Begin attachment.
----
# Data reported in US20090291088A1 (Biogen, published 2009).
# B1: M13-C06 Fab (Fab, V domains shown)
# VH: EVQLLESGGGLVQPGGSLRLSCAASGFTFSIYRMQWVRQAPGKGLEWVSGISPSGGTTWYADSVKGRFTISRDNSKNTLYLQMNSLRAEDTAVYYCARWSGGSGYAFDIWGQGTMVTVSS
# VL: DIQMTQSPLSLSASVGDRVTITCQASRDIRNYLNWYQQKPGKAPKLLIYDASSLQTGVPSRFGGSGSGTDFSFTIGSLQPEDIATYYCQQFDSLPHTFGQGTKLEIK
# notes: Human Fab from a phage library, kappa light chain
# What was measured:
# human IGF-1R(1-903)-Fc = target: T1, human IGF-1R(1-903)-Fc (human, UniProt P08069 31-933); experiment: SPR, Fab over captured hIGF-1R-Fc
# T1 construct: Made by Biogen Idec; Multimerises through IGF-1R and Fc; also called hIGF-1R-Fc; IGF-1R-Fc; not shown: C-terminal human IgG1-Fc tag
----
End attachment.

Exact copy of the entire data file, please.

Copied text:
# Data reported in US20090291088A1 (Biogen, published 2009).
# B1: M13-C06 Fab (Fab, V domains shown)
# VH: EVQLLESGGGLVQPGGSLRLSCAASGFTFSIYRMQWVRQAPGKGLEWVSGISPSGGTTWYADSVKGRFTISRDNSKNTLYLQMNSLRAEDTAVYYCARWSGGSGYAFDIWGQGTMVTVSS
# VL: DIQMTQSPLSLSASVGDRVTITCQASRDIRNYLNWYQQKPGKAPKLLIYDASSLQTGVPSRFGGSGSGTDFSFTIGSLQPEDIATYYCQQFDSLPHTFGQGTKLEIK
# notes: Human Fab from a phage library, kappa light chain
# What was measured:
# human IGF-1R(1-903)-Fc = target: T1, human IGF-1R(1-903)-Fc (human, UniProt P08069 31-933); experiment: SPR, Fab over captured hIGF-1R-Fc
# T1 construct: Made by Biogen Idec; Multimerises through IGF-1R and Fc; also called hIGF-1R-Fc; IGF-1R-Fc; not shown: C-terminal human IgG1-Fc tag